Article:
Windows 7: To Upgrade or Not To Upgrade
There is lot of buzz about Microsoft’s latest operating system, and the consensus seems to be that this upgrade is more meaningful and more stable than the previous release of Windows Vista. But rushing to upgrade before you’re prepared could leave you hanging. In business, downtime can mean lost income, so before jumping in there are few things you’ll want to consider:
Your Hardware: You’ll need to verify that your current computer hardware will meet the requirements for Windows 7. Any computers you have that are running Windows Vista will probably support Windows 7, but your older hardware running XP may need to be upgraded or replaced. So, you’ll want to decide on the best timing to invest in either of these options if necessary. Sure, lots of computer stores have been running specials coinciding with the launch, but as with most technology, pricing will only go down, not up.
Your Software: Consider all the software you use on a daily basis to get things done. Don’t assume that all of it will automatically work on the new Windows platform. Some software developers will need to upgrade their applications to work properly with Windows 7. In fact, Microsoft offers a Windows 7 add-on called XP Mode, which allows you to run your old software in a “Virtual PC”. You may wish to simply wait until your software will work directly in Windows 7. Most software will continue to work in XP for some time, and your vendors should give you ample notice when they foresee no longer supporting it.
Your Time: A simple upgrade is never as easy as it sounds. There are almost always complications that can result in listening to hours of on-hold music from Microsoft, your computer manufacturer, and your software vendors. The more time you allow these folks to iron out the wrinkles, the better your chances for a smooth transition. No matter how much beta testing a release has gone through, it can never match the testing from actual customers. Some call a baby’s first three months of life its “fourth trimester” because it hasn’t yet acclimated to the real world. Similarly, you should regard the first several months of a major software release as still being in its infancy. Unless you want to spend time burping and changing your new Windows, you might want to wait until it’s a little older.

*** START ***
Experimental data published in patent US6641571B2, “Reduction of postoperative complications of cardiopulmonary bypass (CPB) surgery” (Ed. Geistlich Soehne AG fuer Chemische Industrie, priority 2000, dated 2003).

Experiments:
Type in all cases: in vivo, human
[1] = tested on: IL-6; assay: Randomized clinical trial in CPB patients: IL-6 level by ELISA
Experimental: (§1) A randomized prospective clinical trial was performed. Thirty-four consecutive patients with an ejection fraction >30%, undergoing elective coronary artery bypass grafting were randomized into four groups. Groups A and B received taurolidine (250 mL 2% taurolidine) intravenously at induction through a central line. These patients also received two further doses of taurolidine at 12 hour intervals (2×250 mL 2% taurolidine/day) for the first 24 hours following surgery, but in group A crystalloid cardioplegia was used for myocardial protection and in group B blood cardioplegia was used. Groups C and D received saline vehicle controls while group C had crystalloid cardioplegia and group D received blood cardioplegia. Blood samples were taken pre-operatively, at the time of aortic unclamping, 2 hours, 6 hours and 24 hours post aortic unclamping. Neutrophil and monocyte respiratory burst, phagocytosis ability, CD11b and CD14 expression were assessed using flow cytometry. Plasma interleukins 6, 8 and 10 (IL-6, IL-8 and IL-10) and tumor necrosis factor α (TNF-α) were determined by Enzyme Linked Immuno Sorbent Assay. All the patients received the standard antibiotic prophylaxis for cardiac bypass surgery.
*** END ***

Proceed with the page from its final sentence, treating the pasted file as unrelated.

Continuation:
How Bad You Need It: Windows 7 does offer many enhancements to make using your PC easier and more enjoyable, however if you spend most of your time in a web browser (as many people do these days) then the operating system isn’t so critical and there is no rush for you to upgrade. Conversely, you are probably more concerned with the friendliness of your Windows environment if you run a lot of windows-based programs.
When you do decide to upgrade, do it in stages. Upgrade one PC, install your old software, and use it for a few days or a week to make sure everything is working as it used to. If all is well, move on to other equipment. Don’t let the transition drag on too long, however. It’s easier to support one system in an office than two. If you don’t have IT expertise in your company, consider hiring a technology professional to manage the upgrade for you … avoiding the time and headaches is well worth it.